A commission from the Rijksmuseum gave photographer Henk Wildschut two years to spend photographing food production in the Netherlands. That intensive food production is first and foremost a matter of preventive medicine is something of which we are reminded by every page of his book Food. This is largely because of the way the author tells his story.
In the main part of the book the photographs are surrounded by large areas of sterile white and grouped according to process, with the products all jumbled up together – from chicks to seedlings to bulls to changing rooms to fish fillets. Towards the end there are two sections on mint-green paper where the production companies are given names and faces and the images are repeated in a small format, now provided with captions.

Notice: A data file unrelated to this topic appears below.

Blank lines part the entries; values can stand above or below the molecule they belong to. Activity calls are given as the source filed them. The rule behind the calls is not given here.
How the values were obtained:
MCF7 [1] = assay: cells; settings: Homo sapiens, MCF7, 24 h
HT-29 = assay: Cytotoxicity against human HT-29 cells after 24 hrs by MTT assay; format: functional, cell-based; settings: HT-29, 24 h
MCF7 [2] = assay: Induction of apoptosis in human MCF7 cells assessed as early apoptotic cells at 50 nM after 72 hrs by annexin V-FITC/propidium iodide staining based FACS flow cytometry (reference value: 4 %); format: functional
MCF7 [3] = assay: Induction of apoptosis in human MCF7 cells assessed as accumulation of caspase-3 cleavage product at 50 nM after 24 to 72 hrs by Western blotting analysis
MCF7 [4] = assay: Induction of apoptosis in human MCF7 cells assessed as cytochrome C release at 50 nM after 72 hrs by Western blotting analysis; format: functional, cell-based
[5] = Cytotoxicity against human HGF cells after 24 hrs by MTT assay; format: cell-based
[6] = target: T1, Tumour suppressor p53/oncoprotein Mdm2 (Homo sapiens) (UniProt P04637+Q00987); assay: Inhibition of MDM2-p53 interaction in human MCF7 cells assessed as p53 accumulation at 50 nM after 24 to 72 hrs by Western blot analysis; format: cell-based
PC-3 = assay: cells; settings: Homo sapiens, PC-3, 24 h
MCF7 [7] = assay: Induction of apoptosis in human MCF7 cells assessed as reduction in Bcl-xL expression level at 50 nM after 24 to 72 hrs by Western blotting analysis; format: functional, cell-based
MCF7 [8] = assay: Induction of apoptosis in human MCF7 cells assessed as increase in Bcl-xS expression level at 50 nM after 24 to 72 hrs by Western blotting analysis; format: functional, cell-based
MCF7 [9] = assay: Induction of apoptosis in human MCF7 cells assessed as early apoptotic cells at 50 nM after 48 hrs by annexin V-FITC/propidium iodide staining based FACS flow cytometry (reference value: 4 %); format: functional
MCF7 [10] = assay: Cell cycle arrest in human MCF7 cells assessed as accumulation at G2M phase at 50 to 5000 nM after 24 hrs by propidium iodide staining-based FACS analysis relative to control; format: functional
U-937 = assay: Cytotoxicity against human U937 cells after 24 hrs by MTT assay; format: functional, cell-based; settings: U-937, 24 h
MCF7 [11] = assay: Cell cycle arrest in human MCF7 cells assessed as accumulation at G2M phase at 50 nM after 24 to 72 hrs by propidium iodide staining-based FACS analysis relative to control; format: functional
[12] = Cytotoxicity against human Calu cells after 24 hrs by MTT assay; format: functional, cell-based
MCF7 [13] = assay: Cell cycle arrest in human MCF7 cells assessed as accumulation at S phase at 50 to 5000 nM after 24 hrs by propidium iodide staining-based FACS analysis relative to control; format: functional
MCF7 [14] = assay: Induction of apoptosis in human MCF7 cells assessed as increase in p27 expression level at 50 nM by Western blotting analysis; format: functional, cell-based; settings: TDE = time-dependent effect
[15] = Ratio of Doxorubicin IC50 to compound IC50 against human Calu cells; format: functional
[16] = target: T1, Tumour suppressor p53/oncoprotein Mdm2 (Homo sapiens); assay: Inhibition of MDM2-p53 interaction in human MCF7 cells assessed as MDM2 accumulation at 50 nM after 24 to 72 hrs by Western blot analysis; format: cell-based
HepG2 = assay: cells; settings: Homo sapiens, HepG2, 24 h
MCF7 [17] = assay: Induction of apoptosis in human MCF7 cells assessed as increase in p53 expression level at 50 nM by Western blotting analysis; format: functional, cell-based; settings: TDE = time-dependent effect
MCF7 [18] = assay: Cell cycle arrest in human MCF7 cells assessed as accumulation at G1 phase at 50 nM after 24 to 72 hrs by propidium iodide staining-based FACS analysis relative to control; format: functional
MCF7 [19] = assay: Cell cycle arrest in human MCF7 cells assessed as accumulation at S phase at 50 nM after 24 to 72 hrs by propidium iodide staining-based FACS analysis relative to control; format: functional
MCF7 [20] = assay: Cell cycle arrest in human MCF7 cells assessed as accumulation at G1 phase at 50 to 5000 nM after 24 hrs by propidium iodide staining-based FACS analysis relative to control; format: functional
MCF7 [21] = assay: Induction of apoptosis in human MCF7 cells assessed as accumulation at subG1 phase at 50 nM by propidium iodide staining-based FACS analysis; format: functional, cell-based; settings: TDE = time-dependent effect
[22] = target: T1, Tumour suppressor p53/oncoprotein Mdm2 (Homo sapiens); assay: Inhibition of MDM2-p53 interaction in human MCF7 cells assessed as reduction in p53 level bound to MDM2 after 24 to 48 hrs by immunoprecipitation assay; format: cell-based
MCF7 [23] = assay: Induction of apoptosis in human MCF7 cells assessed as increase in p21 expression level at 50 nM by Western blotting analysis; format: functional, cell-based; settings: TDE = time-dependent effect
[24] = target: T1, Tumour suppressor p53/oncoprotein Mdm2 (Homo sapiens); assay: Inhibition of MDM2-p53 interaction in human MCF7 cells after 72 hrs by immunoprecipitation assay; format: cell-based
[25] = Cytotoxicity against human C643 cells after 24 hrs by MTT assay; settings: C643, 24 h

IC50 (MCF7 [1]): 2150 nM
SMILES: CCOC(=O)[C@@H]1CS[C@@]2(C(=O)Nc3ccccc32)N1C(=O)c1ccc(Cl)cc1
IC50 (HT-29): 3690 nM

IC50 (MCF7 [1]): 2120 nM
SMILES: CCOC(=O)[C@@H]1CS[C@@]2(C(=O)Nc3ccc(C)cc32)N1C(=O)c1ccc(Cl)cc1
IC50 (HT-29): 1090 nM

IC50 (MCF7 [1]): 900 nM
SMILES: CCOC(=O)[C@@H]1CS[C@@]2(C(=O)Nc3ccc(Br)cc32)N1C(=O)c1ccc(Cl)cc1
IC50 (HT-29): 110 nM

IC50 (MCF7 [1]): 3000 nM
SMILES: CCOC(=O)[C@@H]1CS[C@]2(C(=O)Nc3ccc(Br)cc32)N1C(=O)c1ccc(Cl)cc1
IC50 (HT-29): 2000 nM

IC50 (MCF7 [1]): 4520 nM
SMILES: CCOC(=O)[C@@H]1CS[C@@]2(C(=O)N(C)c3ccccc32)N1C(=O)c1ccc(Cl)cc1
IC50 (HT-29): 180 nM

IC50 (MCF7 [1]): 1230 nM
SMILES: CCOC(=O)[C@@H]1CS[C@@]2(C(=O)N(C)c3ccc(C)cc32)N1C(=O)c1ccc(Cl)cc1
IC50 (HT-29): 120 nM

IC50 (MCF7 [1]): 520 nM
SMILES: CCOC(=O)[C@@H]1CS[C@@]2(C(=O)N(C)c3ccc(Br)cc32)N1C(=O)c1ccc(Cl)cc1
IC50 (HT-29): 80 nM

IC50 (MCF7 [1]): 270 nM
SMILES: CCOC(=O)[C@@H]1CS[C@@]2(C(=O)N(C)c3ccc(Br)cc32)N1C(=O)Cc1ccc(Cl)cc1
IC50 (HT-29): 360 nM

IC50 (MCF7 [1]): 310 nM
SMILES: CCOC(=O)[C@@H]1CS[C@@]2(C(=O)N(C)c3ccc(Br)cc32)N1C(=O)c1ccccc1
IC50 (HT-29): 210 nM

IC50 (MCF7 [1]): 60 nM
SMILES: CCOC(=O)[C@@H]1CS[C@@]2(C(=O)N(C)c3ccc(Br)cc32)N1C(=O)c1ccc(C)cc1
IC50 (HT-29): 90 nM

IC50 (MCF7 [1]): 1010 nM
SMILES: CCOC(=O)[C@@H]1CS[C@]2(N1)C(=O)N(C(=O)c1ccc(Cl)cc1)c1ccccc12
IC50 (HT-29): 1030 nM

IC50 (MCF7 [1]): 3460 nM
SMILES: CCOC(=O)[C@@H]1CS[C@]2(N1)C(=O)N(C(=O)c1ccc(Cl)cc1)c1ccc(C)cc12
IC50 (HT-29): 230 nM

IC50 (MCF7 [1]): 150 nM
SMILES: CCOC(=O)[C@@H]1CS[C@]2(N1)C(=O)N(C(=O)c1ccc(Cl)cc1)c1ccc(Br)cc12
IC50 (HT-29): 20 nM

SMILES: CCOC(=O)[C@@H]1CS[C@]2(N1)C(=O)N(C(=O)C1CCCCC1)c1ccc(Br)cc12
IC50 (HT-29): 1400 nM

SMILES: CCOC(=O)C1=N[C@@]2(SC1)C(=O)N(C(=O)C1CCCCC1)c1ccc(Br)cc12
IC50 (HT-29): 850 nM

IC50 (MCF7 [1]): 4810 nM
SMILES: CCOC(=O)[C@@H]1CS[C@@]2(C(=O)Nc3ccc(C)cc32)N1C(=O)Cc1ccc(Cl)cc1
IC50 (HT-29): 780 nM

The two parts of the book are linked by some solid navigation, the functionality of which will be experienced by anyone taking the time the book deserves. It also sets the tone: as if we are leafing through a manual of procedure. Every now and again portraits of employees come by on thinner paper by way of relief from the otherwise ubiquitous distance.
The fact that the book failed to take the panel by storm may have something to do with the subject’s low cuddle factor. However, the longer they talked about it, the more they liked it. ‘Ít shows us what we don’t want to know.’